December 16, 2016
For Australian companies that want to export or import goods, choosing the correct form of freight services can be tricky. Usually it’s a choice between air and sea freight services. Let’s look at the specific points of difference and see how they add up.
Sea freight companies calculate their shipping costs by the container rates. Generally standard containers are 20 or 40 feet. While in some cases weight does factor into the price, sea freight is most commonly based on the size of a shipment. For smaller quantities, prices are calculated by the pallet or as part of a mixed container.
Airlines bill you by what is called a chargeable weight. Chargeable weight is also known as volumetric weight is calculated from a combination of the weight and size of a shipment. Let’s look at an example for 1 pallet of goods.
A standard pallet measures 140 x 100 x 90 cm. Its actual volume is 1.2 x 1.0 x 0.9 = 1.26 cubic meters.
To calculate its volumetric weight you use the following formula:
- Divide 1.26 Cbm by 0.006 = 210. This equals the volumetric weight of the shipment, in kilograms.
If however the actual weight of the pallet is for instance 150 kilograms. Airlines will charge air freight out at the volumetric weight 210 kilograms, and if the pallet actually weighs say 250 kilograms, the freight will be calculated on the actual weight of the shipment.
If you’re exporting anything which is light, needed urgently, has a short shelf life or requires sensitive climate control, Air Freight is almost certainly your best delivery option. Naturally the cost is higher than sea freight, but if you’re receiving a premium for fresh or fast delivery it’s a good investment.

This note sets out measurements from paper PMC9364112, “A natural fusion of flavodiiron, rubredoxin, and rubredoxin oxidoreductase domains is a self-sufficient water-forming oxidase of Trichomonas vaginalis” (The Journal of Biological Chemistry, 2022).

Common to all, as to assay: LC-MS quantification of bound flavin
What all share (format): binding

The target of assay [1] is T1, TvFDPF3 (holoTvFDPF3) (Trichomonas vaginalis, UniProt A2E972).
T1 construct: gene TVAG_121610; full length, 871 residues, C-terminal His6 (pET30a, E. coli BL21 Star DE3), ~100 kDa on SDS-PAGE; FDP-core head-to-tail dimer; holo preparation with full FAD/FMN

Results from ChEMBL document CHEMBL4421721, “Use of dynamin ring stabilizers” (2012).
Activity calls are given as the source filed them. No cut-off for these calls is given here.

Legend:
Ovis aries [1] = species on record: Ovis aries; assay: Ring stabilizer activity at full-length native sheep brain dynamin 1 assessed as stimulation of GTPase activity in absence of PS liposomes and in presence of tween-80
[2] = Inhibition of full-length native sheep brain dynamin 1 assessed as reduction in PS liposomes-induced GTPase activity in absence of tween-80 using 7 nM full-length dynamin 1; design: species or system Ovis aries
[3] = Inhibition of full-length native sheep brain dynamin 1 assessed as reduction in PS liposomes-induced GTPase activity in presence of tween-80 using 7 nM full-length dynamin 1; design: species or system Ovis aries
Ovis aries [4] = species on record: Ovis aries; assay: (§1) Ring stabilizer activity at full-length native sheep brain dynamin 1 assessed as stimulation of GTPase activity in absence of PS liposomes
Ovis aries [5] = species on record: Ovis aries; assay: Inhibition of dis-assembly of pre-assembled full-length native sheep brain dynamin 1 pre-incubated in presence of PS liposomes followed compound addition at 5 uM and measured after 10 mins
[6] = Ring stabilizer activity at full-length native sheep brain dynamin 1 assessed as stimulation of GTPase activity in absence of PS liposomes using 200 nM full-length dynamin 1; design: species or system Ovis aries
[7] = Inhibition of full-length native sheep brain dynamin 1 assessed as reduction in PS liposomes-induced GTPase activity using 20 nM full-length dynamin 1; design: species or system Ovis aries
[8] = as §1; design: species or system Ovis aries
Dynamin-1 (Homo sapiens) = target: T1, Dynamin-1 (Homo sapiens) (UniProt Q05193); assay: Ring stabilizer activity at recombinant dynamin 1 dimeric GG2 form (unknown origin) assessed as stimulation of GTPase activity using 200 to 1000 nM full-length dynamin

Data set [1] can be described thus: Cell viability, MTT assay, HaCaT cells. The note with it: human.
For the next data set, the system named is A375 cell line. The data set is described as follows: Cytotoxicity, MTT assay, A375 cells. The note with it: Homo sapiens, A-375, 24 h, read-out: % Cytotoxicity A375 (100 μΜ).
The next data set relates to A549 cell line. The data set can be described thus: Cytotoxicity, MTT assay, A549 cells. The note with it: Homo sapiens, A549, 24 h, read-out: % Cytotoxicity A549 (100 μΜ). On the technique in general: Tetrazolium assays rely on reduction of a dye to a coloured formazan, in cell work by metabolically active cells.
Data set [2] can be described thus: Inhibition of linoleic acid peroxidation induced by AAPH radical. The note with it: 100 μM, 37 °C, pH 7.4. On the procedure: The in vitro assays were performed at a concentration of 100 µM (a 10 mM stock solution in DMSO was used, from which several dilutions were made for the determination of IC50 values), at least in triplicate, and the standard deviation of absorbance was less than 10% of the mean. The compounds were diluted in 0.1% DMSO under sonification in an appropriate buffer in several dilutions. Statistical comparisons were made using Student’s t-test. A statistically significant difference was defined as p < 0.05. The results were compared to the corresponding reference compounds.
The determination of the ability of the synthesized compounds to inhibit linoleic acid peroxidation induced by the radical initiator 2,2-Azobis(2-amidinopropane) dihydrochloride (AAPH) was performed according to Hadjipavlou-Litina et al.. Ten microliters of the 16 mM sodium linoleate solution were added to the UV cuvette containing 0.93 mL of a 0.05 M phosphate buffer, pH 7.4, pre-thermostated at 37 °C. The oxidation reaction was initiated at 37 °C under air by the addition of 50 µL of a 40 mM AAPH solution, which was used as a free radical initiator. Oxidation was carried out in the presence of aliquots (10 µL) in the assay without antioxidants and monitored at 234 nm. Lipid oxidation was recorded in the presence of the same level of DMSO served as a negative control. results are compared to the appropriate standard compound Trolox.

Alternatively if you’re considering international freight services to deliver bulky or heavy products, that don’t have a limited shelf life, and time is not a driving factor, then sea freight is the most economical transportation option to get your international freight imports or export to market.
In the International Freight business reliability is strong currency which is why having a Broker with excellent industry connections and knowledge pays dividends. Flights can be delayed by weather or other factors, but generally any holdups are quickly resolved. Sea freight schedules are more vulnerable especially if there is a major weather event. In most cases a short delay doesn’t matter but for some clients any holdup in the chain of supple can cause serious problems.
Because MYC International Logistics knows this business inside out, we’re confident we can provide the best advice and deliver a comprehensive service. Call us today on +61 8 9253 0121 to discuss how we can assist you.